• Files can be created using CMYK or PANTONE Spot Color inks.
  • PANTONE Spot Colors must be called out as swatch “PANTONE XXX C”. Convert all “U” and “CVC” inks to “C”.
  • Select PANTONE colors from the PANTONE + Solid Coated swatch book ONLY
  • Any random spot color names such as “Logo Blue”, “PMS 367”, etc. will be converted to CMYK
  • Any metallic inks from the PANTONE + Metallic Coated book will be converted to CMYK


These are our most commonly used swatches for special inks. Create Spot Color swatches with these names and values in your file when necessary.

Any swatch name and value can be used to represent a “Hot Stamp” swatch. For example, if you are using a gold foil, create a swatch color that looks like gold and name it “Gold Hot Stamp”.

If two Spot Varnish inks (plates) are required, create two swatches with different names and values. For example, “Spot Gloss” and “Spot Matte”.


  • Keep in mind that for Digital Printing, all production is done as CMYK, except for when white is required.
  • We recommend using spot colors for the following circumstances:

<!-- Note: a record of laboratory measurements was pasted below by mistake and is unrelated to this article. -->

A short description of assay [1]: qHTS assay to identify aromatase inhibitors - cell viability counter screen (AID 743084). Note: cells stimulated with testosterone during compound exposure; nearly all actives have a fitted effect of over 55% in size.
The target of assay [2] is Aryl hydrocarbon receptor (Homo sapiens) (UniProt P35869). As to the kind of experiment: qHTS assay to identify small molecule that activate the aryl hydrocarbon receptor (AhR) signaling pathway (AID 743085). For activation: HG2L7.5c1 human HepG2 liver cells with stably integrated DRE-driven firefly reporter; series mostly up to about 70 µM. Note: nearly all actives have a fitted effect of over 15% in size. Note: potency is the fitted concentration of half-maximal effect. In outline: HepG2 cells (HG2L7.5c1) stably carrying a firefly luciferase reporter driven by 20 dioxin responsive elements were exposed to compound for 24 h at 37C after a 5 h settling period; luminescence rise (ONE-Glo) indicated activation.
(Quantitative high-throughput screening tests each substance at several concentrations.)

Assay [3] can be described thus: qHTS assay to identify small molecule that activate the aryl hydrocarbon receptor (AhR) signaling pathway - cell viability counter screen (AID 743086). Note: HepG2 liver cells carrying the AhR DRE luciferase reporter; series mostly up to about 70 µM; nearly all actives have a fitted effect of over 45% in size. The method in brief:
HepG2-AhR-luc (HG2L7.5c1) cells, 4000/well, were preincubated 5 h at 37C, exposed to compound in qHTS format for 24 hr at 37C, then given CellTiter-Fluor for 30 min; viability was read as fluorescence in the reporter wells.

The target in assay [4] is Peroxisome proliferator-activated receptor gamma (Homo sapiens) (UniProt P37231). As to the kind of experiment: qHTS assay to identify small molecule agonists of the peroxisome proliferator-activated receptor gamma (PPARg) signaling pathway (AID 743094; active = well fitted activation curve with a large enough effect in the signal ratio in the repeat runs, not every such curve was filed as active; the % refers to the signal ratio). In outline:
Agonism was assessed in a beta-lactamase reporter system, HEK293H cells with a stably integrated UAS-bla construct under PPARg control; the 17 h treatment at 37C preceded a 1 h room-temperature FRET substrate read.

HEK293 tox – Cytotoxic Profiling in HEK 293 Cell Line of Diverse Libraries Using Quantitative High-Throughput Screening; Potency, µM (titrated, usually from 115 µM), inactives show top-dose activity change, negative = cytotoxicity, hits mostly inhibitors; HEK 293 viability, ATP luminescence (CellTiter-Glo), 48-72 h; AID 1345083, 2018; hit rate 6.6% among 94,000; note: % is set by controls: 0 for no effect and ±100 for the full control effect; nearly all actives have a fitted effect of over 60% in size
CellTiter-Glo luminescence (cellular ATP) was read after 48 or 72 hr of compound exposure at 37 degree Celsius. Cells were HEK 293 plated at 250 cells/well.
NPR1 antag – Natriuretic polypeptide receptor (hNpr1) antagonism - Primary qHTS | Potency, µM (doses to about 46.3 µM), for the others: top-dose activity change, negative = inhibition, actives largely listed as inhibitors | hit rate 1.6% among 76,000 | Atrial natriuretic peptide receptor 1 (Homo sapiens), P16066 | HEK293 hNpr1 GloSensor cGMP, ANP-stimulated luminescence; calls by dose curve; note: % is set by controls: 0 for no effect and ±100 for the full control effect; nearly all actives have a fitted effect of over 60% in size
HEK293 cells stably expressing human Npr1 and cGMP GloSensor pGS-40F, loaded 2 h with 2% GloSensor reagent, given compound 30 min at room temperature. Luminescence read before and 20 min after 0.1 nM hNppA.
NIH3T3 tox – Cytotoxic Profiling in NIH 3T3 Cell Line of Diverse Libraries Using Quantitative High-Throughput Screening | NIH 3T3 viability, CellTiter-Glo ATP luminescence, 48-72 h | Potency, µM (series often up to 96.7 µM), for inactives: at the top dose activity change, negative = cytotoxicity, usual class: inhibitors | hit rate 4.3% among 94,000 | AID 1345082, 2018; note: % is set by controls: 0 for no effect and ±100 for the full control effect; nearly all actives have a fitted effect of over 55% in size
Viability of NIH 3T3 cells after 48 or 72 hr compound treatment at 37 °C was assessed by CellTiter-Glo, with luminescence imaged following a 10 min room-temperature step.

• Text, in order to maintain optimum legibility.
    • Elements that require vibrant color. CMYK is only capable of reproducing a portion of the full color gamut “accurately.”
    • When a label needs a color that cannot be accurately reproduced with CMYK inks, such as a precise color matching of a corporate or logo color.
    • Metallic or fluorescent colors must be reproduced as a spot color. (Flexo)


  • Images must have a resolution of 150 dpi or higher. The recommended resolution is 300 dpi.


Large-scale digital printing processes create images by depositing toner directly onto on a surface, while flexographic presses use rubber or plastic plates to press ink onto a substrate.

This makes digital printing an inherently flexible process, yielding a number of advantages including:

  • Quick turnaround: Setup is fast and jobs can be completed quickly, as there are no plates to create nor images to change or distort.
  • Low-volume jobs: Thanks to the quick turnaround, digital printing is also ideal for low-volume work.
  • Increased consistency: Computers manage the job in digital printing, leaving less room for human error. This means that “[when going] label to label, job to job, the colors are consistent and repeatable with no variation between operators,” explains FLEXO Magazine.